Rockabilly Hall of Fame® Archives
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Sat., 20 December 1997
by Larry Shell - (SHELTONE@ix.netcom.com)
Rockabilly Hall of Fame staff reporter
Photos by Josh Lewis (email@example.com)
One of my all time favorite bands, The Blasters. played Tramps in New York City on December 19th. They were amazing, it was truly a show to remember. I got there around 8:30 for the 8pm show to find the first band hadn't gone on yet and the place was pretty empty. They did have a limited amount of tables set up and I had a perfect view at the left side of the stage. Saw Billy Davis, fellow RAB lister & editor of the Blasters Newsletter, and went over to say hello. He was talking to John Bazz, who with Jerry Angel, drummer supreme, were hawking Blasters T-shirts and a new live tape they called The Blasters Bootleg. It has supposedly been mastered but I listened to it on the way home and found its fidelity lacking but listenable once I set the volume control to headbanging velocity. I chatted with Billy and John for a while until the first band came on at 9pm, then I sat down to check them out. The Human Tornadoes are a fair instrumental unit who looked like they practiced in their garage after school every day. Not bad, not great.
I'd like to mention that the canned music played between all the sets was just great, a mix of hopping hillbilly, rockin' rhythm & blues and swinging sounds, no doubt the doings of the show's booker, Todd Abramson, of Telstar Records fame. Todd used to book a lot of cool shows at Maxwell's in Hoboken.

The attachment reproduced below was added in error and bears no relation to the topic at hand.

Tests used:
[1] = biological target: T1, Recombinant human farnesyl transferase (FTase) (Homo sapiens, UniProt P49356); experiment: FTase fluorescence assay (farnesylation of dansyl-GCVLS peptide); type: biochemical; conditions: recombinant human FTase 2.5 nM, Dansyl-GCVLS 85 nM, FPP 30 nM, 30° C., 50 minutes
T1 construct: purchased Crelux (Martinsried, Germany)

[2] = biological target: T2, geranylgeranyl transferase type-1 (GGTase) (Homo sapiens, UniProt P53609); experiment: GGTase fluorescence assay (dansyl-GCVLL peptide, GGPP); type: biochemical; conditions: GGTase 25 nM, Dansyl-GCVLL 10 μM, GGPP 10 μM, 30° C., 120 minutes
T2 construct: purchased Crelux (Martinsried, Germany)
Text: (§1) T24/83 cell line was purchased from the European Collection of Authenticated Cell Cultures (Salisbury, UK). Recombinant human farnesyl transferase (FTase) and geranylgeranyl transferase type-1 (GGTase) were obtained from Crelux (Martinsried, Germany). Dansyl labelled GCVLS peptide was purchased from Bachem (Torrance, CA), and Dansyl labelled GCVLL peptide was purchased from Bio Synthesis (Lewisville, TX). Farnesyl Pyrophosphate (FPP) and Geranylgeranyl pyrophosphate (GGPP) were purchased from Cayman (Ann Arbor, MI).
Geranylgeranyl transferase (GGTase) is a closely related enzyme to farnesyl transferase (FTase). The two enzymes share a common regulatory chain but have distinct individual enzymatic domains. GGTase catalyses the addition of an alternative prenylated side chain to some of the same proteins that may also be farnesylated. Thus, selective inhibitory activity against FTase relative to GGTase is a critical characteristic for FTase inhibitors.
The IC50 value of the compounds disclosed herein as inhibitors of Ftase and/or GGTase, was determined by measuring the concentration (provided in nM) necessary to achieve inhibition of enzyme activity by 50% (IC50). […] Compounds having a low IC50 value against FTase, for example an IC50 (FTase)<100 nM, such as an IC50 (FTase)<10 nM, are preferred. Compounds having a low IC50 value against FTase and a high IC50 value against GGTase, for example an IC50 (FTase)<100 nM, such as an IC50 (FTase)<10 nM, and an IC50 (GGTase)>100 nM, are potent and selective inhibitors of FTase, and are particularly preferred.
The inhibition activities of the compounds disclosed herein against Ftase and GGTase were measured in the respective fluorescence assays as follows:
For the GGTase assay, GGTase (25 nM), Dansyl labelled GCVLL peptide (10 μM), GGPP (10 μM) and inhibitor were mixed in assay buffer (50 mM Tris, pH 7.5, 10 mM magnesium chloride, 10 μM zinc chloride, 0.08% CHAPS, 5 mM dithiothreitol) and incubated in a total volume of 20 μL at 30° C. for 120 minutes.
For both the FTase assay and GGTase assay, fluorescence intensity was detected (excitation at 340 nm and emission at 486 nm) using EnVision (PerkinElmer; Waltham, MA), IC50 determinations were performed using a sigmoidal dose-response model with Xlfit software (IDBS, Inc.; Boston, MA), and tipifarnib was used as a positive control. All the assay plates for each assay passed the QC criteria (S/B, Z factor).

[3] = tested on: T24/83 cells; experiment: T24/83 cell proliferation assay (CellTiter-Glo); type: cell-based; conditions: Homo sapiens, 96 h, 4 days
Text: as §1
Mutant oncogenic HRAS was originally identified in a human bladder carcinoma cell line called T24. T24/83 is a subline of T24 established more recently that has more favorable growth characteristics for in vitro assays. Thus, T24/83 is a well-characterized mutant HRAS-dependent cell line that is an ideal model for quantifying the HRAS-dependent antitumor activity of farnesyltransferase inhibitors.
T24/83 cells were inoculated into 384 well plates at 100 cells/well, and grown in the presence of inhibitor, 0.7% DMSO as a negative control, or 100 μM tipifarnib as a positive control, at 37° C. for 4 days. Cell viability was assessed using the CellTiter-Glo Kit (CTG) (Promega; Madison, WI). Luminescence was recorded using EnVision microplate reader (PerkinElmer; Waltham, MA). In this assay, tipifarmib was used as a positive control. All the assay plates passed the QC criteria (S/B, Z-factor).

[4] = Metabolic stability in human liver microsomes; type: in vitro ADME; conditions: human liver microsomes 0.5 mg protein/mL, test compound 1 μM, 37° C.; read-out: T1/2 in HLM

After 10 minutes, Around 10, the Swingin' Neckbreakers came on. They're a 60s styled group but they play with 90s punk rock energy. I liked them a lot and would see them again. Their set included a pumpin' rendition of "The Girl Can't Help It."
The Neckbreakers played about an hour ending at 11pm and I expected the Blasters to come right on, but nothing happened, then at a quarter to midnight, who should dash onto the stage still wearing his coat to set up? Why Phil of course, he was late as usual. I cracked up, it was so typical and I'd discussed Phil's late tendencies with John before the show. He was keeping up his reputation and apologized numerous times during the set.
But the bottom line is they were great!!!! By the time the band came on the place had filled up, not as much as the jam-packed Link Wray show, but a decent sized crowd was present. Phil was at the top of his form, Keith Wyatt was incredible, the best lead guitarist I've seen in the band in a long time. Jerry Angel pounded the skins to perfection, after the show John said he was the backbone of the band. And of course John was his usual superb self. They ran the gamut of the Blasters songbook, although I was a mite disappointed that they never did one of my favorites, "No Other Girl." You name it, they did it, from the staples of "American Music," "Marie Marie," and "So Long Baby Goodbye," to the swampy classic, "Dark Night," and Bobby Lee Trammel's "It's All Your Fault," and Cab Calloway's "I'll Be Glad When You're Dead You Rascal You." A master blaster experience was had by one and all.
And if that wasn't enough, Billy Davis arranged for me to go downstairs to the Blasters dressing room where Phil and company were holding court. I waited patiently and got Phil to sign my copy of the Blasters collection CD. He was his usual witty self, I mean that in a good way. Around 2:30pm, the club tossed us all out of the dressing room and I took off back to beautiful NJ. A great night of American Music!
© 1997 Lawrence A. Shell - All Rights Reserved.